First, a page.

Visit 20+ Acres of Sunflowers Right Outside Charlotte This Summer.

photo by Amy Trainum

For most of the year, you may have little to no reason to make a trip from the city down to the Draper Wildlife Management Area (DWMA) in York County, SC — unless, of course, you like to dove hunt or fish — but for a limited-time every summer the DWMA is home to one of Mother Nature’s most dazzling displays that you won’t want to miss.

photo via @scdnr on instagram

For two weeks during the summer DWMA boasts more than twenty acres of brightly colored sunflowers in all shapes and sizes. The flowers generally bloom around the last week of June and first few weeks of July. Luckily, even with the strict stay-at-home orders that came with Covid-19 over the past few months, and the large amount of rain we’ve had, the sunflowers were planted and should still bloom on schedule this year.

photo via @cortneyguido on instagram

The fields are open to the public seven days a week from dawn until dusk and are located at 1080 Brattonsville Rd., McConnells, SC 29726. You can keep track of when the flowers’ officially peak by checking the South Carolina Department of Natural Resources website and their Instagram account.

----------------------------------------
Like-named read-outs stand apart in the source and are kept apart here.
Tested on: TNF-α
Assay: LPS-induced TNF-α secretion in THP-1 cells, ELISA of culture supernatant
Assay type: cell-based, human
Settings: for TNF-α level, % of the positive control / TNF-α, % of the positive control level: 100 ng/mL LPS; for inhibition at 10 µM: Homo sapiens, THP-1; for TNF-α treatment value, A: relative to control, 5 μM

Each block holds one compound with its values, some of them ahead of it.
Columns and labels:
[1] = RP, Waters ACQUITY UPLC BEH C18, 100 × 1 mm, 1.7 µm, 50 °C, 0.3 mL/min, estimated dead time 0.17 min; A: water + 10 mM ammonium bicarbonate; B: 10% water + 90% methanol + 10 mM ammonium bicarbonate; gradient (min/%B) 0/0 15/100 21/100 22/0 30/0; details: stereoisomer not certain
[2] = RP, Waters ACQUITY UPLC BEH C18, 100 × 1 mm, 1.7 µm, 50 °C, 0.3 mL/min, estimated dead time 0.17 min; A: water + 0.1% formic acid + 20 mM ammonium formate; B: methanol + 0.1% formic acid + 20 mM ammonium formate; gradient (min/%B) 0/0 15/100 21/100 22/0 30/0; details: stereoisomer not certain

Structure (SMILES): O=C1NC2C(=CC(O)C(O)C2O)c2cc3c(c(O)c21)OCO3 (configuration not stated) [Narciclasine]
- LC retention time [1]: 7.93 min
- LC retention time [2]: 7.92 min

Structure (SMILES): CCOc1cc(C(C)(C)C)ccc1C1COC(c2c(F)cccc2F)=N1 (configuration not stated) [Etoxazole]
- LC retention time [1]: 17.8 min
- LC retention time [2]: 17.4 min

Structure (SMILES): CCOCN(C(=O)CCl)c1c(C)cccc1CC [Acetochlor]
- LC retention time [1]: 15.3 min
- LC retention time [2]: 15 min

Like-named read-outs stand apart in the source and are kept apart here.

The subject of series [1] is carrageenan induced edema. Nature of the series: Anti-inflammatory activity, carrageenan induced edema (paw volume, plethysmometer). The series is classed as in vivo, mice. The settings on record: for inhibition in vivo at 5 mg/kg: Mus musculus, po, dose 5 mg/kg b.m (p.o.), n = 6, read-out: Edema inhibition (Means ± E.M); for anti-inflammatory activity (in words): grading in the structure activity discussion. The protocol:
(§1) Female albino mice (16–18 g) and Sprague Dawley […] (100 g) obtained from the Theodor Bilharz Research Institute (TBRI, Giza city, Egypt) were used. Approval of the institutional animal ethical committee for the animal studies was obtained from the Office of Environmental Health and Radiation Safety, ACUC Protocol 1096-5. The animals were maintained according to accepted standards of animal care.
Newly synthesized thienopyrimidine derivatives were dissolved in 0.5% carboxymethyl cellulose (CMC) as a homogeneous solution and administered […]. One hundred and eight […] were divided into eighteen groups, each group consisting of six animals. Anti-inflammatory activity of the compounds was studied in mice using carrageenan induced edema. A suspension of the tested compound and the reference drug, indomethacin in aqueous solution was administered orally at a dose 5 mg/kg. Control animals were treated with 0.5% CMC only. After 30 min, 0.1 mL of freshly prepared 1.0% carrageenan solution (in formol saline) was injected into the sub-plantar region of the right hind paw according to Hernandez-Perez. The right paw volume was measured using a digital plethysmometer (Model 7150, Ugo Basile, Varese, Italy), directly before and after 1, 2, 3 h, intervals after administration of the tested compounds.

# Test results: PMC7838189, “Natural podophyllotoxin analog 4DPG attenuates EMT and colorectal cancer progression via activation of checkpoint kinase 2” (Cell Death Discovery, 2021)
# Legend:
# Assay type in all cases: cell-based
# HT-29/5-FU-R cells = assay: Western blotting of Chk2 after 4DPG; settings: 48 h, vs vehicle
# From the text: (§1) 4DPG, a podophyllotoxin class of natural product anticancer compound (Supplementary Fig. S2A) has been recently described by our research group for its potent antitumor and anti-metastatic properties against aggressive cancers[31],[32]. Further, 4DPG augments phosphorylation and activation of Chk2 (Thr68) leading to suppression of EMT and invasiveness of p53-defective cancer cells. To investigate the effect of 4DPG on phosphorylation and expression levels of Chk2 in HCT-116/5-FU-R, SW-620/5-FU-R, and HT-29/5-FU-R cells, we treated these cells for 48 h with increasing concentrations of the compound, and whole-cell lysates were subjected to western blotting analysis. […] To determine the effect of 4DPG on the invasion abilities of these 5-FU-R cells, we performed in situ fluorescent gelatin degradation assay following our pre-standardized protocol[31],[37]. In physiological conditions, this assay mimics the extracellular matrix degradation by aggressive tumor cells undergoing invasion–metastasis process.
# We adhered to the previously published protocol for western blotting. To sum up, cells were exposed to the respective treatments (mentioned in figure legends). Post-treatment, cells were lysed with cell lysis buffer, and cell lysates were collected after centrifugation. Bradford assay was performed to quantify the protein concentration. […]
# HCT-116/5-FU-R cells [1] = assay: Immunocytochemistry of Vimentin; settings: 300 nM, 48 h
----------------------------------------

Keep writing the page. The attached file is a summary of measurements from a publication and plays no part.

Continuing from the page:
photo via @southerndeparture on instagram

Once the flowers have begun to bloom the peak typically lasts about two weeks, giving you plenty of opportunity to snag a few postcard-worthy photos.

Tips for visiting:

  • Pack plenty of water and sunscreen. Summer temps can get pretty high and there’s almost no shade to cool down in if you’re in the fields, so if you plan to spend a decent amount of time wandering through the sunflowers, pack water to stay hydrated and sunscreen to avoid getting sunburned. 
  • You’ll want to take bug spray and reapply often. Also, be aware that there are LOTS of bees in the fields and you’ll want to be extremely careful if you have a bee allergy. 
  • The best time of day to visit the sunflower fields for spectacular photos is early in the morning or late evening. Not only is the lighting ideal at these times, there are typically less people around to get into your shot.
  • Do not pick the flowers. They are specifically planted to help maintain the wildlife in the area.
  • There are no restrooms or facilities at DWMA, so plan accordingly.
photo via @blue.lightly on instagram

Historic Brattonsville is just a short drive from DWMA and worth a visit. As of publication the historic site is currently closed because of Covid-19, but may reopen by the time the flowers bloom. Stay up-to-date with Historic Brattonville’s reopening, here.

If you make it out to see the DWMA sunflower fields this summer, be sure to tag us on Instagram using #scoopclt, so we can see your photos!

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Amy Trainum
Amy Trainum is a freelance writer who resides in Charlotte, but travels as much as she can. Follow her travels at SouthernDeparture.

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